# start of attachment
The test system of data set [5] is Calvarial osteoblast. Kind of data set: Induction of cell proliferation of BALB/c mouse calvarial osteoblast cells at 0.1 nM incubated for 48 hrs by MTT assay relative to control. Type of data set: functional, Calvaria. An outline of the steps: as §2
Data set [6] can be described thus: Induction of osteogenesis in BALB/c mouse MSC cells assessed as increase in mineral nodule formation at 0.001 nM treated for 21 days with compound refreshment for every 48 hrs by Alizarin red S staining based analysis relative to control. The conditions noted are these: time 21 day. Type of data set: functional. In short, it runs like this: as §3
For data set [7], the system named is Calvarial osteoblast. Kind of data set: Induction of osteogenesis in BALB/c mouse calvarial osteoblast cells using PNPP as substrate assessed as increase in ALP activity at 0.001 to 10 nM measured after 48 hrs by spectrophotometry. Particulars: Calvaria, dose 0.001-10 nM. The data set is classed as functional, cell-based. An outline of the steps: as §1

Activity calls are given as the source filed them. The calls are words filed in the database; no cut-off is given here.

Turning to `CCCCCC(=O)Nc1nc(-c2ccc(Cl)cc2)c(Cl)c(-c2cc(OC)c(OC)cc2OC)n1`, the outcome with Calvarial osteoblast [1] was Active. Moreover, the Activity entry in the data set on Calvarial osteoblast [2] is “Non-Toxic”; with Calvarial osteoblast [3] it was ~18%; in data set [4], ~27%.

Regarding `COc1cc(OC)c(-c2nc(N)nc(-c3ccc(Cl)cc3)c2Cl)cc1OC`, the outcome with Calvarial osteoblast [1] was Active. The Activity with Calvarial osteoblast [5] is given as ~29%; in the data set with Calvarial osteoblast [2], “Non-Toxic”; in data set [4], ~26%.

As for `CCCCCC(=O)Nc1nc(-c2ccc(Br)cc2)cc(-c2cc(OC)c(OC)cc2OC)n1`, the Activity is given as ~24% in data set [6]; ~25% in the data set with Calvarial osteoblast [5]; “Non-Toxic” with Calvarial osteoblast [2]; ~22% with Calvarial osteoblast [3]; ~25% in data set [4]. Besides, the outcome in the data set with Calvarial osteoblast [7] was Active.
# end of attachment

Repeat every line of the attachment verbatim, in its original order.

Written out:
The test system of data set [5] is Calvarial osteoblast. Kind of data set: Induction of cell proliferation of BALB/c mouse calvarial osteoblast cells at 0.1 nM incubated for 48 hrs by MTT assay relative to control. Type of data set: functional, Calvaria. An outline of the steps: as §2
Data set [6] can be described thus: Induction of osteogenesis in BALB/c mouse MSC cells assessed as increase in mineral nodule formation at 0.001 nM treated for 21 days with compound refreshment for every 48 hrs by Alizarin red S staining based analysis relative to control. The conditions noted are these: time 21 day. Type of data set: functional. In short, it runs like this: as §3
For data set [7], the system named is Calvarial osteoblast. Kind of data set: Induction of osteogenesis in BALB/c mouse calvarial osteoblast cells using PNPP as substrate assessed as increase in ALP activity at 0.001 to 10 nM measured after 48 hrs by spectrophotometry. Particulars: Calvaria, dose 0.001-10 nM. The data set is classed as functional, cell-based. An outline of the steps: as §1

Activity calls are given as the source filed them. The calls are words filed in the database; no cut-off is given here.

Turning to `CCCCCC(=O)Nc1nc(-c2ccc(Cl)cc2)c(Cl)c(-c2cc(OC)c(OC)cc2OC)n1`, the outcome with Calvarial osteoblast [1] was Active. Moreover, the Activity entry in the data set on Calvarial osteoblast [2] is “Non-Toxic”; with Calvarial osteoblast [3] it was ~18%; in data set [4], ~27%.

Regarding `COc1cc(OC)c(-c2nc(N)nc(-c3ccc(Cl)cc3)c2Cl)cc1OC`, the outcome with Calvarial osteoblast [1] was Active. The Activity with Calvarial osteoblast [5] is given as ~29%; in the data set with Calvarial osteoblast [2], “Non-Toxic”; in data set [4], ~26%.

As for `CCCCCC(=O)Nc1nc(-c2ccc(Br)cc2)cc(-c2cc(OC)c(OC)cc2OC)n1`, the Activity is given as ~24% in data set [6]; ~25% in the data set with Calvarial osteoblast [5]; “Non-Toxic” with Calvarial osteoblast [2]; ~22% with Calvarial osteoblast [3]; ~25% in data set [4]. Besides, the outcome in the data set with Calvarial osteoblast [7] was Active.